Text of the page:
A Rhode Island broadcaster faces a $7,000 fine because for almost three years it operated an FM translator on an expired license without realizing it.
The FCC Media Bureau issued a notice of apparent liability to Diponti Communications, whose translator at 103.1 in Westerly, R.I., is associated with AM station WBLQ (slogan: “We serve Southwestern Rhode Island and Southeastern Connecticut with local news, talk, sports and great music”).
The eight-year license renewal deadline for most stations in Rhode Island isn’t until this December. But not for this particular translator, which until early 2017 belonged to Harvest Broadcasting Association and was licensed to a community in Vermont.
In late 2016, Harvest had signed a consent decree with the commission that included a conditional one-year short-term renewal for the translator. Shortly afterwards, Diponti acquired the translator and, with the FCC’s approval, moved it to Rhode Island.
The FCC said Diponti should have filed for renewal by July 1, 2017. But Diponti said it didn’t realize until 2020, “during a routine database check,” that an application was long overdue. It finally filed one in September of last year and asked for special temporary authority to operate without the license until the situation was resolved.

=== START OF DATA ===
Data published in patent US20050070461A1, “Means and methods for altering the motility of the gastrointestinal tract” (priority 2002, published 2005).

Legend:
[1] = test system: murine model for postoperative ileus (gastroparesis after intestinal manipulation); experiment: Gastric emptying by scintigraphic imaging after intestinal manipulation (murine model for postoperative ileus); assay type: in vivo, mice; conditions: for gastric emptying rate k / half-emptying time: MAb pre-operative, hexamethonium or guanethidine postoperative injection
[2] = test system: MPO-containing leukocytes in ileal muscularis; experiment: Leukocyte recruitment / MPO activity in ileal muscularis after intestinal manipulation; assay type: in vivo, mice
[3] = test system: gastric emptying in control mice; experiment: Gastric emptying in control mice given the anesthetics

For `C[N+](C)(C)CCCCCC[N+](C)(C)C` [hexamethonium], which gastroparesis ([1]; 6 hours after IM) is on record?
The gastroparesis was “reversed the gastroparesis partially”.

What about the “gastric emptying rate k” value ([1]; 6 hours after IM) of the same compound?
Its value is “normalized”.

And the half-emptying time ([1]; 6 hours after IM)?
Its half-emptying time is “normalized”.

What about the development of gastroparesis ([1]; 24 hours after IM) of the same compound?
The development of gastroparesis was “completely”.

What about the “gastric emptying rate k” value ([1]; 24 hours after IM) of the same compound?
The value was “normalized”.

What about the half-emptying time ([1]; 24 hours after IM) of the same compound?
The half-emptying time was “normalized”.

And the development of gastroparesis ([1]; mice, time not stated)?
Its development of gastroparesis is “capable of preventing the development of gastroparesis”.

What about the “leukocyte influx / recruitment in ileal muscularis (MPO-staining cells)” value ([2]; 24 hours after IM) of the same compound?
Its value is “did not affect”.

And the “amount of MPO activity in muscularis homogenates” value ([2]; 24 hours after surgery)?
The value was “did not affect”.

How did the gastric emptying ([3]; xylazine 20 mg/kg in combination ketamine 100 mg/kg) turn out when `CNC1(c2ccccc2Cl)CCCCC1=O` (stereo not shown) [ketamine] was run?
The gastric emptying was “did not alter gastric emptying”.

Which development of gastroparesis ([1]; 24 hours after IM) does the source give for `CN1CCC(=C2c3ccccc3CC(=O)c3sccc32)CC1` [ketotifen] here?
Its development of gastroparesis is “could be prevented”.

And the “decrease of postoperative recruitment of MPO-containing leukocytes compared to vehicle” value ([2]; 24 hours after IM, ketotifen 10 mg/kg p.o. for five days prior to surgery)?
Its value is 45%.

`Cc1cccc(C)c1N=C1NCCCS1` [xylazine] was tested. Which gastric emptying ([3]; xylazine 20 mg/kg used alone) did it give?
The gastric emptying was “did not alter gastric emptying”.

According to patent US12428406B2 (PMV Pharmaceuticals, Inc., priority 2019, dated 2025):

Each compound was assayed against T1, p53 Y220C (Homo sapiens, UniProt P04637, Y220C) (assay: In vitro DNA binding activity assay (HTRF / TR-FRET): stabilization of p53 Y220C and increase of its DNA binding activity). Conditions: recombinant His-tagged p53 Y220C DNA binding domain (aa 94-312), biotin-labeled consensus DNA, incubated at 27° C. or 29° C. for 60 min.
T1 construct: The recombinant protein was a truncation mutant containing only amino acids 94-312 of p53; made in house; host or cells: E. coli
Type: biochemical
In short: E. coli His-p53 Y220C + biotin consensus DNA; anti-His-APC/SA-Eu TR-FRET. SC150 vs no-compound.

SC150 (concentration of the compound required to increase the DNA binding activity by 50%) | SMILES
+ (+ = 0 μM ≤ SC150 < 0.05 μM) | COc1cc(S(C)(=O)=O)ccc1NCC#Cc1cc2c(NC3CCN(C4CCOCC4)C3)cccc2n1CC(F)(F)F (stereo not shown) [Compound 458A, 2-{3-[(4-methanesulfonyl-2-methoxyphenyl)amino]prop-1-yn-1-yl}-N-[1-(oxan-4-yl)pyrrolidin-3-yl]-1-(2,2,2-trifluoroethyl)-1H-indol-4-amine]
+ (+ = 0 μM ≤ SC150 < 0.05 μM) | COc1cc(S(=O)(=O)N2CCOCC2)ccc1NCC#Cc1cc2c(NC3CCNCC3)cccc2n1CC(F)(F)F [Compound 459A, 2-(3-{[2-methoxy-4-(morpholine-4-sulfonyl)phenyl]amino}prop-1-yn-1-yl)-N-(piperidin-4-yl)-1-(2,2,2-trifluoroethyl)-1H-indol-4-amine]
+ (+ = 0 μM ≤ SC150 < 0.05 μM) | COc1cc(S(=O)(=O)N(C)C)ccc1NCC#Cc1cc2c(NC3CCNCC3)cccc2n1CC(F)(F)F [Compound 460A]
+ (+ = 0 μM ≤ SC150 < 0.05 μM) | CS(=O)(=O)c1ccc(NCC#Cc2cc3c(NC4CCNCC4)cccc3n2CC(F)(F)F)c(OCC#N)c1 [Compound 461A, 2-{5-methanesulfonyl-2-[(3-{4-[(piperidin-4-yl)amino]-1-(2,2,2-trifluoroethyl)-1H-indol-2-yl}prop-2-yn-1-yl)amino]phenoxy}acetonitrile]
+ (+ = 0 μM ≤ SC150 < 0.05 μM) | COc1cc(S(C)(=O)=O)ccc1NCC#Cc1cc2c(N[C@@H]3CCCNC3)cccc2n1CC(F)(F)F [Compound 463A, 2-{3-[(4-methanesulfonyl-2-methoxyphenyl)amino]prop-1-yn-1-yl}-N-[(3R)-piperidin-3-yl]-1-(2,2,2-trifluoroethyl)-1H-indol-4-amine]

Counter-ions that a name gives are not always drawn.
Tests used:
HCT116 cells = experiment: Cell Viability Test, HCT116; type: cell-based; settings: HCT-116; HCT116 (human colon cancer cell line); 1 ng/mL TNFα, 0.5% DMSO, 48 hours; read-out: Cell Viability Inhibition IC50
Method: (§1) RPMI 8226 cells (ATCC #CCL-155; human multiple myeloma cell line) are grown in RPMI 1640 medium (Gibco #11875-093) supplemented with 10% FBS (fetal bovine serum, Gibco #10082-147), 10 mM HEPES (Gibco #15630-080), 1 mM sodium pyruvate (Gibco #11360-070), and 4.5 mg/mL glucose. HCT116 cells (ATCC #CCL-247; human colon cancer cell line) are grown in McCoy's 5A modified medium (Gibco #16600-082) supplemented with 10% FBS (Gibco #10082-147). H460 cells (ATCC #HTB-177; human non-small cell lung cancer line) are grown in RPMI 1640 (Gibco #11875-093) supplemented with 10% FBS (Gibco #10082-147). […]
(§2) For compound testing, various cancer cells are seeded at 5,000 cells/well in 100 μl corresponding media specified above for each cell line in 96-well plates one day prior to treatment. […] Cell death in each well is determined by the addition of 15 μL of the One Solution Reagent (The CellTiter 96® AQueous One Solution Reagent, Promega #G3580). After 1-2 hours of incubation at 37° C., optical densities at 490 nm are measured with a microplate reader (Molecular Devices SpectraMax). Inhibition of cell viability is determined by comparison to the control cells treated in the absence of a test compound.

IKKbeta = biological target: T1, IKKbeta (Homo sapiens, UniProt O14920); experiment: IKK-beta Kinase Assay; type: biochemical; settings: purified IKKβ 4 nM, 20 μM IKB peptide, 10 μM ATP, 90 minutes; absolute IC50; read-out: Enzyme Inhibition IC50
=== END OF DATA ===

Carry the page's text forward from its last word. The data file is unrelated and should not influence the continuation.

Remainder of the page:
The Media Bureau now has determined that Diponti apparently violated the rules by failing to file for renewal on time and by operating without a license.
It cited a previous FCC ruling that states, “‘Inadvertence’ … is at best ignorance of the law, which the commission does not consider a mitigating circumstance.” It also said Diponti should have known about the Harvest consent decree and the short-term renewal deadline through due diligence when it acquired the translator.
However, the FCC staff also recognized that this case is not comparable to one involving a “pirate” radio operation, which would have been subject to higher penalties. And the FCC said it sees no reason not to renew this translator’s license once this NAL is resolved.
Diponti has 30 days to pay the fine or to reply explaining why it thinks it shouldn’t have to.